The London boroughs of Hackney, Hounslow, Lambeth and Newham have signed London’s Food Purchasing Commitment (the Commitment) in a ground-breaking move to reduce the environmental impacts of the food they buy and serve across council services and deliver against their net zero and consumption-based emissions targets.
The Commitment was developed by ReLondon, London borough of Hackney and Sustain, in collaboration with a Working Group of 21 London boroughs, and as part of London Councils’ One World Living programme to reduce the climate impact of London’s food system.
It sets out unified and ambitious targets to ensure that food bought and served across council-controlled services is climate-friendly; that less of it is wasted; and that local and sustainable food producers and growers are championed. It also establishes a reporting framework to measure the emissions and waste reductions resulting from these actions, thereby celebrating London’s progress and inspiring other cities to follow suit.
Launched in March 2023, the Commitment contains a target to reduce per plate carbon emissions by 38% by 2030, aligned with CoolFood. In practice this means shifting towards serving more healthy and sustainable foods: more vegetables, pulses, beans, legumes and other plant-based food; less meat and dairy. The Commitment also contains a target to reduce food waste by 50% by 2030 in line with the targets in the Mayor of London’s environment strategy, as well as a voluntary target to purchase more food that has been produced or grown locally and sustainably.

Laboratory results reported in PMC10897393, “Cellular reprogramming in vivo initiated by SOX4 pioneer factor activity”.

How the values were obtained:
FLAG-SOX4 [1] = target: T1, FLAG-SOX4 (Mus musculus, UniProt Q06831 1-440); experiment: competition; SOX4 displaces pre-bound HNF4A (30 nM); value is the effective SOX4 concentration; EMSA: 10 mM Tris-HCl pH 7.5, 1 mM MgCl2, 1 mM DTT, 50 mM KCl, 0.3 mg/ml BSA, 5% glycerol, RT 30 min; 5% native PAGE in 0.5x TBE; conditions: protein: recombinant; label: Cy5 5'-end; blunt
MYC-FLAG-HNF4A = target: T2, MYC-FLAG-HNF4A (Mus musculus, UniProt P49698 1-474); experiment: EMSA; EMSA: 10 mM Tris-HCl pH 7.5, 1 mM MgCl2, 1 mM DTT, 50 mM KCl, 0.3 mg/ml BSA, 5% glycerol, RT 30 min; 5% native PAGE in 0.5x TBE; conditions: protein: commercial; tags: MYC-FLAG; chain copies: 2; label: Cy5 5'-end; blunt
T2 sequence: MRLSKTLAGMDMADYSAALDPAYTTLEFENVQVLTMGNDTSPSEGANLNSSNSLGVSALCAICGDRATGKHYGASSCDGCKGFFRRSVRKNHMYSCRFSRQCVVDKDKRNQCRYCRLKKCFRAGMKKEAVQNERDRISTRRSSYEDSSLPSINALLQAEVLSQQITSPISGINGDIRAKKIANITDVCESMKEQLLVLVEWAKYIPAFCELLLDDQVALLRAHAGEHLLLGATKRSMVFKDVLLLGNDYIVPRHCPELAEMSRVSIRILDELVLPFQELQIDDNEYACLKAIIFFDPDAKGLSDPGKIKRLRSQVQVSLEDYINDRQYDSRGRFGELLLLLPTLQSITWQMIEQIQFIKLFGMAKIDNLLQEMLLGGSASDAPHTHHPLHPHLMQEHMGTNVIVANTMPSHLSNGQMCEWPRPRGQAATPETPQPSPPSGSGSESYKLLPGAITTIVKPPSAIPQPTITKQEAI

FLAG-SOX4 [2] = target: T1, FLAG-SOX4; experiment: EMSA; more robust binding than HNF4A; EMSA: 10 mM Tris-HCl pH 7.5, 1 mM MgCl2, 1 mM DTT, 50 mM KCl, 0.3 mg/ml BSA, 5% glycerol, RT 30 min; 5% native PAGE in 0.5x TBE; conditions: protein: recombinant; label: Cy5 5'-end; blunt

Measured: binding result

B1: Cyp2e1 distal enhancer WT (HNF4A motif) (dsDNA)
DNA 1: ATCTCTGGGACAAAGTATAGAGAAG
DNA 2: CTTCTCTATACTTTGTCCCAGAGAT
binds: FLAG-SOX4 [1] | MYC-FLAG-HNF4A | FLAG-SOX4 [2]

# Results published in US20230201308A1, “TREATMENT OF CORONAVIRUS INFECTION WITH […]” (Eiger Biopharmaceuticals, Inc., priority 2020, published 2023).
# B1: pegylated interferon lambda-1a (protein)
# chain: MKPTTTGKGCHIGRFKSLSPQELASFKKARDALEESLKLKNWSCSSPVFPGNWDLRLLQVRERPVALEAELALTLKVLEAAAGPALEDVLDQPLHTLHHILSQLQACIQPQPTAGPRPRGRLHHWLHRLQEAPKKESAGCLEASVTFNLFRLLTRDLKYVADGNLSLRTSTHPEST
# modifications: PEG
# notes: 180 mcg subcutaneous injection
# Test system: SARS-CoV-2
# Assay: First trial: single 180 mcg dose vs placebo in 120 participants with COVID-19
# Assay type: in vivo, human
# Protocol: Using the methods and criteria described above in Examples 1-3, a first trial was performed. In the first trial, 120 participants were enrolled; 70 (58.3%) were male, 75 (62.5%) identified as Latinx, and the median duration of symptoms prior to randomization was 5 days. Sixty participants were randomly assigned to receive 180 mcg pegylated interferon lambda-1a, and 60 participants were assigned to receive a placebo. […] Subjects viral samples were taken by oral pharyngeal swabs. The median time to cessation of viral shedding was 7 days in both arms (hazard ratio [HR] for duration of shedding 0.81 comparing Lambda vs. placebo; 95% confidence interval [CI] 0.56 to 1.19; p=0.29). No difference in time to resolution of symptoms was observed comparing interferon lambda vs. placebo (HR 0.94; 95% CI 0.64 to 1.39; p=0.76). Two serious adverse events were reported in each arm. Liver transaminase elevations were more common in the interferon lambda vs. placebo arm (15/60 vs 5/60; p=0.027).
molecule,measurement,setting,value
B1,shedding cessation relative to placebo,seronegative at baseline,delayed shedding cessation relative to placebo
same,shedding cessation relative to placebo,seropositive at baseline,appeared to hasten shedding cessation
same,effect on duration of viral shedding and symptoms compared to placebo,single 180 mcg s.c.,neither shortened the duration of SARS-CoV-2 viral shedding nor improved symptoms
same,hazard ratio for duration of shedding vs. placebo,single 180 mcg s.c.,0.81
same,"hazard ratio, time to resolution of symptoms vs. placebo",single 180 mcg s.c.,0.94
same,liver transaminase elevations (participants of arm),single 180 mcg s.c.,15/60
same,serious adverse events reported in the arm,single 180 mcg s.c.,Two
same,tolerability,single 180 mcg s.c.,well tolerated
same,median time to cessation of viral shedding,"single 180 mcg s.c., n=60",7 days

In London, food accounts for almost 10% of the city’s consumption-based greenhouse gas emissions, due to the kinds of food that is eaten, how and where that food is produced, and the amount of it that is wasted. Around 2.3 million tonnes of food is wasted from across London’s food supply chain per year – approximately 67% of which is edible, while just 0.5% is redistributed. Meanwhile, many Londoners are increasingly suffering from food poverty amidst rising food prices and the cost of living crisis, with an estimated 1.5 million adults experiencing low or very low food security. Therefore, ensuring access to healthy, climate-friendly food for London’s communities is ever more urgent.
London’s local authorities are at the forefront of efforts to shift to a low carbon circular food system in London. They have a key role to play by making the food bought and provided across council-controlled council services (including in schools, early years settings, and social services) more sustainable and ensuring it is never wasted.
Rachel Shairp, food lead at ReLondon
The London boroughs of Hackney, Hounslow, Lambeth and Newham are driving the shift towards a low carbon food system in London. As the four founding signatories of London’s Food Purchasing Commitment they are leading by example and illustrating responsibility to their residents and other stakeholders. All of London’s local authorities and large food procurers are invited to sign the commitment, and we look forward to seeing additional commitments to support food system transformation.
Philip Glanville, Mayor of Hackney